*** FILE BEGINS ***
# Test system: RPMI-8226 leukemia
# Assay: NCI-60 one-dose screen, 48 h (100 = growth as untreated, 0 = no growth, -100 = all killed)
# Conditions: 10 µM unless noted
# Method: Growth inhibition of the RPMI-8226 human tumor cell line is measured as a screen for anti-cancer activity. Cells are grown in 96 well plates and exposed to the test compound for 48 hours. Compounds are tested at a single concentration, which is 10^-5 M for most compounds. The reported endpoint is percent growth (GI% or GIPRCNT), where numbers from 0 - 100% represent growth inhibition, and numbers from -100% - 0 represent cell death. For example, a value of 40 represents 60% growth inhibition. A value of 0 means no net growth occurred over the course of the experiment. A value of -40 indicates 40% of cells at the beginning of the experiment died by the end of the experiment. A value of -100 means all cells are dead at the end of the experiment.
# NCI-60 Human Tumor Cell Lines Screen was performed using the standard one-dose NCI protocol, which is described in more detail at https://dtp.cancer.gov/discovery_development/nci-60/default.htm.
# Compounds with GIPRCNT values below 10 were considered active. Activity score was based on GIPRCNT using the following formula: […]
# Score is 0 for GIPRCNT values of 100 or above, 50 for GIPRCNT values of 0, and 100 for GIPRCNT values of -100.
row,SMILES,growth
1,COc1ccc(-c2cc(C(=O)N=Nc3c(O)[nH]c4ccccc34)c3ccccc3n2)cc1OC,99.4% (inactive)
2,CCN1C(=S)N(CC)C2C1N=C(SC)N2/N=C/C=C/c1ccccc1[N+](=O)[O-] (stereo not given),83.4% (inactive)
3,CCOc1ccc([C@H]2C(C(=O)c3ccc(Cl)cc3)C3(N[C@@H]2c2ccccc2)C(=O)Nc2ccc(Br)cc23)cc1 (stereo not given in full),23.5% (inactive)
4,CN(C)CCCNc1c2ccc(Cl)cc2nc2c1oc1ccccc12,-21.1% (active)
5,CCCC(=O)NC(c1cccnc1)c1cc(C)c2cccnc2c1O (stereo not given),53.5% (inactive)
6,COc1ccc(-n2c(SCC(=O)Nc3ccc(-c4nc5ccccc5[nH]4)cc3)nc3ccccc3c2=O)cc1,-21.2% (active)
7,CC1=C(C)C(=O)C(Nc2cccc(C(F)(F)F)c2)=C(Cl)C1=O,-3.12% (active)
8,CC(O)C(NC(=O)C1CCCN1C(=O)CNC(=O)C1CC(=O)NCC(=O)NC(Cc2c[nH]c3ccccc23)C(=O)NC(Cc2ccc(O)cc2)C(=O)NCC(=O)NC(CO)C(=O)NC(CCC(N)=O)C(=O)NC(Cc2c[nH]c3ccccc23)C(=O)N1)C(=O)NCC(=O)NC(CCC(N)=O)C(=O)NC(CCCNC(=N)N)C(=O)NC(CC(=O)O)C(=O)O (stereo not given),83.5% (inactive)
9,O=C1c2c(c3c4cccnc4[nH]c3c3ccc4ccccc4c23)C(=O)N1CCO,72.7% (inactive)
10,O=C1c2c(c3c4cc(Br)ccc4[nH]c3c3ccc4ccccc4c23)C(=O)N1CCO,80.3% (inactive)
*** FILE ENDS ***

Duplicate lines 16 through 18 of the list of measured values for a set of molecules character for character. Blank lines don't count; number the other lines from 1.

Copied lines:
8,CC(O)C(NC(=O)C1CCCN1C(=O)CNC(=O)C1CC(=O)NCC(=O)NC(Cc2c[nH]c3ccccc23)C(=O)NC(Cc2ccc(O)cc2)C(=O)NCC(=O)NC(CO)C(=O)NC(CCC(N)=O)C(=O)NC(Cc2c[nH]c3ccccc23)C(=O)N1)C(=O)NCC(=O)NC(CCC(N)=O)C(=O)NC(CCCNC(=N)N)C(=O)NC(CC(=O)O)C(=O)O (stereo not given),83.5% (inactive)
9,O=C1c2c(c3c4cccnc4[nH]c3c3ccc4ccccc4c23)C(=O)N1CCO,72.7% (inactive)
10,O=C1c2c(c3c4cc(Br)ccc4[nH]c3c3ccc4ccccc4c23)C(=O)N1CCO,80.3% (inactive)